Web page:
The campus prevalence of past-year stimulant abuse ranged from 0 percent at 20 colleges—including the three historically African-American institutions included in the survey—to 25 percent. The prevalence was 10 percent or higher at 12 colleges. Students attending colleges in the Northeast, schools with more competitive admission standards, and noncommuter schools reported higher rates of abuse.

One University's Painkiller Picture

At a large Midwestern university, about 9 percent of 9,161 undergraduates surveyed had taken a prescription pain medication without a doctor's order at least once during the past year; 16 percent reported such abuse in their lifetime. Of the latter, 54 percent said they had obtained the drugs from peers, while 17 percent said their source was a family member. Dr. McCabe and colleagues at the University of Michigan Substance Abuse Research Center found that students who obtained medications from peers were more likely to smoke and drink heavily and to have abused other substances—including marijuana, cocaine, and other illegal drugs—than those who obtained them from family members.

Stimulant Abuse Varies by Campus Characteristics

Selected Characteristics Past-year Stimulant Abuse Rates, %

Admission criteria

 More competitive


 Less competitive





Geographical region




 North Central






Commuter Status

 Noncommuter school

 Commuter school




Students enrolled in the most selective colleges reported relatively high levels of past-year stimulant abuse, as did those attending schools in the Northeast. Residential schools reported higher rates than commuter colleges.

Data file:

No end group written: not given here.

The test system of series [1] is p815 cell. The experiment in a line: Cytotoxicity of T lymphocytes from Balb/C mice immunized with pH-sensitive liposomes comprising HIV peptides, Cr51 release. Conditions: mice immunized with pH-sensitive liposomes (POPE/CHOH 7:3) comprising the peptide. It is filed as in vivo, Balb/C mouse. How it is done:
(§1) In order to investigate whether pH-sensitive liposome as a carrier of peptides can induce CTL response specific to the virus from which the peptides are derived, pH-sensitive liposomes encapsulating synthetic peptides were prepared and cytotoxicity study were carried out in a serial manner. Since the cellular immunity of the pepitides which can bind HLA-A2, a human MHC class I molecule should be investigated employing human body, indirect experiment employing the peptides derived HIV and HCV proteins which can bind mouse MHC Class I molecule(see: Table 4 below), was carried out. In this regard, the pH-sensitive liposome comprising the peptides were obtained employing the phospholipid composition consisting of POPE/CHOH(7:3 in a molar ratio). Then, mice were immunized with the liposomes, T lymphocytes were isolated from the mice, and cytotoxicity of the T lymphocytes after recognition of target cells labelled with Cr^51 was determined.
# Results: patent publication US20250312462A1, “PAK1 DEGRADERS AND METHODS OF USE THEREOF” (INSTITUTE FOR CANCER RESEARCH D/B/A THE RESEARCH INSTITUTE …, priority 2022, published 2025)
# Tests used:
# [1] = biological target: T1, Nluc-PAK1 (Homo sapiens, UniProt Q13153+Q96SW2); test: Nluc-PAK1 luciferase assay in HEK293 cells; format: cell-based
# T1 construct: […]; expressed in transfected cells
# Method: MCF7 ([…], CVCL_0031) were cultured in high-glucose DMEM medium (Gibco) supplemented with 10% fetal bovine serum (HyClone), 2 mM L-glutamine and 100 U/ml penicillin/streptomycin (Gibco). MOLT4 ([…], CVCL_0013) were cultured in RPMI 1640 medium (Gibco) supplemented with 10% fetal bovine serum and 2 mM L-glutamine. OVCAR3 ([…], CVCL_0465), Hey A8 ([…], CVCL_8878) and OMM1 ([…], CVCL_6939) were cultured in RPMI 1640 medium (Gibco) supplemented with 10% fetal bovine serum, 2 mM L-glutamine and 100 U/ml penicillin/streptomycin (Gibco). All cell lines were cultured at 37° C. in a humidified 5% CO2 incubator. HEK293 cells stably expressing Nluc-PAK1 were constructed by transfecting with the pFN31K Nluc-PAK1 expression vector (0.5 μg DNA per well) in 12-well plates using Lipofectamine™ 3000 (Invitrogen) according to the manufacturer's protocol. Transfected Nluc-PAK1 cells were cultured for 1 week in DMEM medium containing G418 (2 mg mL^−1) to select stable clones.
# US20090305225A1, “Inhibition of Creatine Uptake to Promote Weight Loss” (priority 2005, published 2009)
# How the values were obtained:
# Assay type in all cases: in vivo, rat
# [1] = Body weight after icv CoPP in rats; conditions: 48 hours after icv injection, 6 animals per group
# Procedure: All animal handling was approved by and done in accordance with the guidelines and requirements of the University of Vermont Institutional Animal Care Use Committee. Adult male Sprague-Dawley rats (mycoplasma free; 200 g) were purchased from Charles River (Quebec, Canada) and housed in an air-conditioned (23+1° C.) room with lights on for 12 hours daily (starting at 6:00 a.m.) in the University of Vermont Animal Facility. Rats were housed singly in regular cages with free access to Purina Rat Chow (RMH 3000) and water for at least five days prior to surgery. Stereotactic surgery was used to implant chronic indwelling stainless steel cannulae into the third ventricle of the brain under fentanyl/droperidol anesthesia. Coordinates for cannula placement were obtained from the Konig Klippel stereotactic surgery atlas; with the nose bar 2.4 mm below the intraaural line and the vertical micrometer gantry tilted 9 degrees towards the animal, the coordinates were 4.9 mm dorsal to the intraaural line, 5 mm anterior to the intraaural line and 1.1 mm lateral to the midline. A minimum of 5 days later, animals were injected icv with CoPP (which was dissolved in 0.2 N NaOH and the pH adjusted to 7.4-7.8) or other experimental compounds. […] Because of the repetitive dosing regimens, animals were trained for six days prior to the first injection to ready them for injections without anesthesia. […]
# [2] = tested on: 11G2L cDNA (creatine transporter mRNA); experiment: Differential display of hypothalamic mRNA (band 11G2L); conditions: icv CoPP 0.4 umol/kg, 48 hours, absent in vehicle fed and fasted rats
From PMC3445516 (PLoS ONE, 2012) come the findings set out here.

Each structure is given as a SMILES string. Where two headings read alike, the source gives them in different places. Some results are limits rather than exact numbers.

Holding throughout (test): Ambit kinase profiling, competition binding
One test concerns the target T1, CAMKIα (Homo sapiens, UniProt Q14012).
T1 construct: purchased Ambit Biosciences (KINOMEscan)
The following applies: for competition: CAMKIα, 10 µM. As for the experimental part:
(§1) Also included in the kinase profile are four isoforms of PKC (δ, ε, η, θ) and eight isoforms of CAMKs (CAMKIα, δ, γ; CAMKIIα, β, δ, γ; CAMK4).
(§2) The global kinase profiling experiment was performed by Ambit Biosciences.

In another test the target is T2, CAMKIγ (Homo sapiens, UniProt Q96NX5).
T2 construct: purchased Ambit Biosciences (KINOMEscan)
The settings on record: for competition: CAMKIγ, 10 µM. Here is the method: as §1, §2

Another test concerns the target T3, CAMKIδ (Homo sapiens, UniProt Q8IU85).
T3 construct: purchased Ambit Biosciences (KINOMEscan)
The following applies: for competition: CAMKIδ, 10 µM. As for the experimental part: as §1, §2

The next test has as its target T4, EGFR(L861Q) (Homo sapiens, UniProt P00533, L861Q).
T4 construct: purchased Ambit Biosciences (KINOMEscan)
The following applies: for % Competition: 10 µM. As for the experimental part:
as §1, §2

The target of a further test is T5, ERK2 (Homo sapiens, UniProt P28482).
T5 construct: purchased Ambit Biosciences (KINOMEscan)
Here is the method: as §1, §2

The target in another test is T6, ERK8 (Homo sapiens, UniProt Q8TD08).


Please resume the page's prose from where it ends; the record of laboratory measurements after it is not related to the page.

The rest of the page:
The researchers found that exposure to prescription pain medication early in life increased the likelihood of abuse in college. Women who had received prescriptions for pain relievers in elementary school were more than four times as likely as those with no prescribed use to report abuse in the past year. Men with early prescribed use were twice as likely as those without to report such abuse. In addition:

  • Women students were more likely to be prescribed pain medication, while men were more likely to be approached to sell or give away prescribed medication.
  • More men obtained the drugs from peers while more women obtained them from family members.
  • Past-year prescription painkiller abuse was higher among fraternity members than nonmembers (17 percent versus 9 percent) and among sorority members compared with nonmembers (9.6 percent versus 8.6 percent).
"... people need to know the risks of abuse and the dangers of mixing drugs."